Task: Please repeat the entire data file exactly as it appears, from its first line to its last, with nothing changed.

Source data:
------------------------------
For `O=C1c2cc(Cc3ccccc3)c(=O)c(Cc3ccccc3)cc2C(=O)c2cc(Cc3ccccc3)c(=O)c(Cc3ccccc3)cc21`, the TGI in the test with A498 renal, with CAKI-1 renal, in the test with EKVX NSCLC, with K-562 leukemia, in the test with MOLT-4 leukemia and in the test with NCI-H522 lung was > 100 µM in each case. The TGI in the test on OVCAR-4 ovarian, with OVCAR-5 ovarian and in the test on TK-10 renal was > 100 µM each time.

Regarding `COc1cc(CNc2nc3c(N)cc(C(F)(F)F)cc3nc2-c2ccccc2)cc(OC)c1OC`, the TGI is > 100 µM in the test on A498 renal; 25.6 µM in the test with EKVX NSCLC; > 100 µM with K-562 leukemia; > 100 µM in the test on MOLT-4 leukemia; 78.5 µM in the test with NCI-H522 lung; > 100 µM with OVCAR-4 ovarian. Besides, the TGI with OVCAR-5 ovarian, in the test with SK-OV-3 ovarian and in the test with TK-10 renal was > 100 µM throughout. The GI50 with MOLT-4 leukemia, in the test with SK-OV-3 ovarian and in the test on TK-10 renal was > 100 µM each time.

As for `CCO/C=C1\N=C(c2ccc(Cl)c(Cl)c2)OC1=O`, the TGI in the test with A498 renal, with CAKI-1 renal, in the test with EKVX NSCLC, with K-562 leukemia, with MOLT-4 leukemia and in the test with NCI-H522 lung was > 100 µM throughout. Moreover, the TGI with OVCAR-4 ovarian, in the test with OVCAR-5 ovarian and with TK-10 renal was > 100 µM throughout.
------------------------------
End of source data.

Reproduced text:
For `O=C1c2cc(Cc3ccccc3)c(=O)c(Cc3ccccc3)cc2C(=O)c2cc(Cc3ccccc3)c(=O)c(Cc3ccccc3)cc21`, the TGI in the test with A498 renal, with CAKI-1 renal, in the test with EKVX NSCLC, with K-562 leukemia, in the test with MOLT-4 leukemia and in the test with NCI-H522 lung was > 100 µM in each case. The TGI in the test on OVCAR-4 ovarian, with OVCAR-5 ovarian and in the test on TK-10 renal was > 100 µM each time.

Regarding `COc1cc(CNc2nc3c(N)cc(C(F)(F)F)cc3nc2-c2ccccc2)cc(OC)c1OC`, the TGI is > 100 µM in the test on A498 renal; 25.6 µM in the test with EKVX NSCLC; > 100 µM with K-562 leukemia; > 100 µM in the test on MOLT-4 leukemia; 78.5 µM in the test with NCI-H522 lung; > 100 µM with OVCAR-4 ovarian. Besides, the TGI with OVCAR-5 ovarian, in the test with SK-OV-3 ovarian and in the test with TK-10 renal was > 100 µM throughout. The GI50 with MOLT-4 leukemia, in the test with SK-OV-3 ovarian and in the test on TK-10 renal was > 100 µM each time.

As for `CCO/C=C1\N=C(c2ccc(Cl)c(Cl)c2)OC1=O`, the TGI in the test with A498 renal, with CAKI-1 renal, in the test with EKVX NSCLC, with K-562 leukemia, with MOLT-4 leukemia and in the test with NCI-H522 lung was > 100 µM throughout. Moreover, the TGI with OVCAR-4 ovarian, in the test with OVCAR-5 ovarian and with TK-10 renal was > 100 µM throughout.